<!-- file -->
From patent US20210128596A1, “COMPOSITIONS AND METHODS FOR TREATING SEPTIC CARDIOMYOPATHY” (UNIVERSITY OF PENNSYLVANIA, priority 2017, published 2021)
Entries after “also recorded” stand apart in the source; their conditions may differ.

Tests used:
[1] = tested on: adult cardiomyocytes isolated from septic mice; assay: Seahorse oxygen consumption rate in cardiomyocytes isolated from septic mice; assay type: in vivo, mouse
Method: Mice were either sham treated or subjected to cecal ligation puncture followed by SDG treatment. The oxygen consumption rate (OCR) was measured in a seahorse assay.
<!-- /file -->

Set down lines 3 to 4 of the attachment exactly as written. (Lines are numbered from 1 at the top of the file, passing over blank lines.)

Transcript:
Tests used:
[1] = tested on: adult cardiomyocytes isolated from septic mice; assay: Seahorse oxygen consumption rate in cardiomyocytes isolated from septic mice; assay type: in vivo, mouse